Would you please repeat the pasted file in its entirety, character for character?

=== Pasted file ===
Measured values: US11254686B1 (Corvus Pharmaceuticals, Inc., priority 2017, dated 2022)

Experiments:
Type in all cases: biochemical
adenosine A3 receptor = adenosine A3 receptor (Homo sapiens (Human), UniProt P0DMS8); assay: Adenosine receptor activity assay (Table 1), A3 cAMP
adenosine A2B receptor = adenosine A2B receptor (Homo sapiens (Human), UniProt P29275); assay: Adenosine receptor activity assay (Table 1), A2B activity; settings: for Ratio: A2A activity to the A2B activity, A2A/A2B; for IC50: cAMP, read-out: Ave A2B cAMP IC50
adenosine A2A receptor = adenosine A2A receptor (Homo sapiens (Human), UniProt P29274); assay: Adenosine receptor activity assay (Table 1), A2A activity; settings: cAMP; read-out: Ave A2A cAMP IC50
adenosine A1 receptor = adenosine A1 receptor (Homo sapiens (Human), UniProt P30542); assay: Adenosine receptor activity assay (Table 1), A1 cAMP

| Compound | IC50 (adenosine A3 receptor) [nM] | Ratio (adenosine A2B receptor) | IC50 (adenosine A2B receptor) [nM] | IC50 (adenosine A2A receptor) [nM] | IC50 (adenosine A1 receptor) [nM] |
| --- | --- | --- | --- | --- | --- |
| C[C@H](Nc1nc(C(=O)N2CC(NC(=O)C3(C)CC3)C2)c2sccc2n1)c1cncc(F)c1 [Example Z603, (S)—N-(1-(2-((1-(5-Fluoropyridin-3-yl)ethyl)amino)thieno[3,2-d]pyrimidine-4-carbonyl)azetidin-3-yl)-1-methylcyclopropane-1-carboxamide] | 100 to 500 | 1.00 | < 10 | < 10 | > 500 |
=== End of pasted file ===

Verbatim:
Measured values: US11254686B1 (Corvus Pharmaceuticals, Inc., priority 2017, dated 2022)

Experiments:
Type in all cases: biochemical
adenosine A3 receptor = adenosine A3 receptor (Homo sapiens (Human), UniProt P0DMS8); assay: Adenosine receptor activity assay (Table 1), A3 cAMP
adenosine A2B receptor = adenosine A2B receptor (Homo sapiens (Human), UniProt P29275); assay: Adenosine receptor activity assay (Table 1), A2B activity; settings: for Ratio: A2A activity to the A2B activity, A2A/A2B; for IC50: cAMP, read-out: Ave A2B cAMP IC50
adenosine A2A receptor = adenosine A2A receptor (Homo sapiens (Human), UniProt P29274); assay: Adenosine receptor activity assay (Table 1), A2A activity; settings: cAMP; read-out: Ave A2A cAMP IC50
adenosine A1 receptor = adenosine A1 receptor (Homo sapiens (Human), UniProt P30542); assay: Adenosine receptor activity assay (Table 1), A1 cAMP

| Compound | IC50 (adenosine A3 receptor) [nM] | Ratio (adenosine A2B receptor) | IC50 (adenosine A2B receptor) [nM] | IC50 (adenosine A2A receptor) [nM] | IC50 (adenosine A1 receptor) [nM] |
| --- | --- | --- | --- | --- | --- |
| C[C@H](Nc1nc(C(=O)N2CC(NC(=O)C3(C)CC3)C2)c2sccc2n1)c1cncc(F)c1 [Example Z603, (S)—N-(1-(2-((1-(5-Fluoropyridin-3-yl)ethyl)amino)thieno[3,2-d]pyrimidine-4-carbonyl)azetidin-3-yl)-1-methylcyclopropane-1-carboxamide] | 100 to 500 | 1.00 | < 10 | < 10 | > 500 |